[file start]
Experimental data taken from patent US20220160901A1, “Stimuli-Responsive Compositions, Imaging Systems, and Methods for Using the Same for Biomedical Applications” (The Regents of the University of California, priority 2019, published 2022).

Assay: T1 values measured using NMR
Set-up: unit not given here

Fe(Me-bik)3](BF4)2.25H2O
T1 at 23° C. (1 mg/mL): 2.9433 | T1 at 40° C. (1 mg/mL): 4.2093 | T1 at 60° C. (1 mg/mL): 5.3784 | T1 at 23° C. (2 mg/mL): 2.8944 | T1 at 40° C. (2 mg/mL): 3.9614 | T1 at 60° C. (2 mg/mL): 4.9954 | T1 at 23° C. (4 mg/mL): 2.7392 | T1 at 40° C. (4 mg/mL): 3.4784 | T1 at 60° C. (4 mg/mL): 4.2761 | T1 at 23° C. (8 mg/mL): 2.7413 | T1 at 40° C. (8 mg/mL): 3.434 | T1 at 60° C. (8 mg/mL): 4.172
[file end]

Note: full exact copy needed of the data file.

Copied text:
Experimental data taken from patent US20220160901A1, “Stimuli-Responsive Compositions, Imaging Systems, and Methods for Using the Same for Biomedical Applications” (The Regents of the University of California, priority 2019, published 2022).

Assay: T1 values measured using NMR
Set-up: unit not given here

Fe(Me-bik)3](BF4)2.25H2O
T1 at 23° C. (1 mg/mL): 2.9433 | T1 at 40° C. (1 mg/mL): 4.2093 | T1 at 60° C. (1 mg/mL): 5.3784 | T1 at 23° C. (2 mg/mL): 2.8944 | T1 at 40° C. (2 mg/mL): 3.9614 | T1 at 60° C. (2 mg/mL): 4.9954 | T1 at 23° C. (4 mg/mL): 2.7392 | T1 at 40° C. (4 mg/mL): 3.4784 | T1 at 60° C. (4 mg/mL): 4.2761 | T1 at 23° C. (8 mg/mL): 2.7413 | T1 at 40° C. (8 mg/mL): 3.434 | T1 at 60° C. (8 mg/mL): 4.172